Birger Kaipiainen (1915-1988) is one of Finland’s best-known ceramic artists. After graduating from the Central School of Arts and Crafts, he went to work for Arabia and worked as a designer at the Arabia factory for over fifty years. His skilful and refined work inspired his contemporaries to call him the “prince of ceramics” and the “king of decorators”.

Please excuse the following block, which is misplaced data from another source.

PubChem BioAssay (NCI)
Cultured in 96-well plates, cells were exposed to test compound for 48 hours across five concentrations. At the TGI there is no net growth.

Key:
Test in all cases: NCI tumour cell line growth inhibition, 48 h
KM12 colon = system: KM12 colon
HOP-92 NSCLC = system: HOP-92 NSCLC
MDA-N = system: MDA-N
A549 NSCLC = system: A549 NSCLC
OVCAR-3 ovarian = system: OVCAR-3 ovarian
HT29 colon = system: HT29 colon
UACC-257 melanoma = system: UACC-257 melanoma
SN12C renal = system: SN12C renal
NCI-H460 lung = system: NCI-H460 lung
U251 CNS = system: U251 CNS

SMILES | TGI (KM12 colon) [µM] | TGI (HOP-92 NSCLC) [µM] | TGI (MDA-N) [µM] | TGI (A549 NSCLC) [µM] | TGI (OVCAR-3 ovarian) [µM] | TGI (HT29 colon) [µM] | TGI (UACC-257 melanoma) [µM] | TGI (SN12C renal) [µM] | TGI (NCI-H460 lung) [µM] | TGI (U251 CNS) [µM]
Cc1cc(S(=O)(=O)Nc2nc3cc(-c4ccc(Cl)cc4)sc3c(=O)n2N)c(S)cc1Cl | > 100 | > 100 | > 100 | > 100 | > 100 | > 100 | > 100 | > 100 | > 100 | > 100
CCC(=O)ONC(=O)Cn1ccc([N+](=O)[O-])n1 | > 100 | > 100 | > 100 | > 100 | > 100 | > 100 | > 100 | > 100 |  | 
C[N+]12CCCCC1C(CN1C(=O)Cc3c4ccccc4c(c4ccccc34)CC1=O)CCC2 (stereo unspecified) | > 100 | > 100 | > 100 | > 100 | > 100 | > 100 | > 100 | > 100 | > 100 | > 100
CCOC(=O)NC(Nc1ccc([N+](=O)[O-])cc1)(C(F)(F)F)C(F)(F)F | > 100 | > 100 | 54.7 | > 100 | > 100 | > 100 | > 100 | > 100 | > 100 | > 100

Birger Kaipiainen's work played its part in Finland’s world conquest in the field of modern applied art. In 1960, he designed for the Milan Trienniale exhibition a group of bead birds, set against the background of a monumental Finnish landscape. Kaipiainen’s birds and the exhibition design both won a Grand Prix. At the end of the 1960s he designed for Arabia the famous dishware collections Paratiisi and Apila. Paratiisi dishes combine well-defined and controlled shapes with rich decoration, achieving a beauty that never fails to inspire. The captivating Paratiisi range is a much-loved classic of Arabia. It only takes one Paratiisi dish in a table setting to make a meal into a celebration. The Apila range is decorated with verdant green clover leaves and illustrates the full force of the creative energy of the artist. Apila, which was reintroduced into the Arabia collection in 2006, is still today a very popular and much-loved tableware collection. For his works of art Birger Kaipiainen received many awards and also the honorary title of Professor in 1977. In 1981 Birger Kaipiainen received a state pension, but nevertheless continued to go to work to his studio at the Arabia factory almost every day. He died at the end of a working day on the evening of 18 July 1988.